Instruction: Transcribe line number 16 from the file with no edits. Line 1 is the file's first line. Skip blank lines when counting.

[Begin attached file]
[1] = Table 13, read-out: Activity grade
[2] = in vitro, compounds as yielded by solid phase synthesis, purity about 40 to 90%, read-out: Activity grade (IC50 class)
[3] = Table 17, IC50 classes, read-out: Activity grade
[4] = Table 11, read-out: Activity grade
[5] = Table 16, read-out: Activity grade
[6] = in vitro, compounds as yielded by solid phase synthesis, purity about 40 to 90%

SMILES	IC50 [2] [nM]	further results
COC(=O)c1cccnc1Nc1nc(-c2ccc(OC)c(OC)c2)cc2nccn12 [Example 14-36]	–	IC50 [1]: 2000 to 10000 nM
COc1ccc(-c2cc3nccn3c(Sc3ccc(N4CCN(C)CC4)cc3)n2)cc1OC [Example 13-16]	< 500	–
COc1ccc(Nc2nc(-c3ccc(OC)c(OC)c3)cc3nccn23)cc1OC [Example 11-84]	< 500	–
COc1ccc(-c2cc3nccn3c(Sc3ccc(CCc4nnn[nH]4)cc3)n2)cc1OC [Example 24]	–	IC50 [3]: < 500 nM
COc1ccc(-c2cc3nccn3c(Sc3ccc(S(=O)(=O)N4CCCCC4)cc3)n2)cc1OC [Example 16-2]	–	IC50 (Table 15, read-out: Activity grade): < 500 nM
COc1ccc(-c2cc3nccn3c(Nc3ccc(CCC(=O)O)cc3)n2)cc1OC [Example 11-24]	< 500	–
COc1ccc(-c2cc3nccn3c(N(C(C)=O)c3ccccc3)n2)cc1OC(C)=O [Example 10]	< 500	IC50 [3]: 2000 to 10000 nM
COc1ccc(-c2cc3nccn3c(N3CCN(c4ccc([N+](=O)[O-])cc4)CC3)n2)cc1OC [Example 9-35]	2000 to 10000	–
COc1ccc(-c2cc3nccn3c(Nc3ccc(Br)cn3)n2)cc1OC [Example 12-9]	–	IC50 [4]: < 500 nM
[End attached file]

COc1ccc(-c2cc3nccn3c(Nc3ccc(Br)cn3)n2)cc1OC [Example 12-9]	–	IC50 [4]: < 500 nM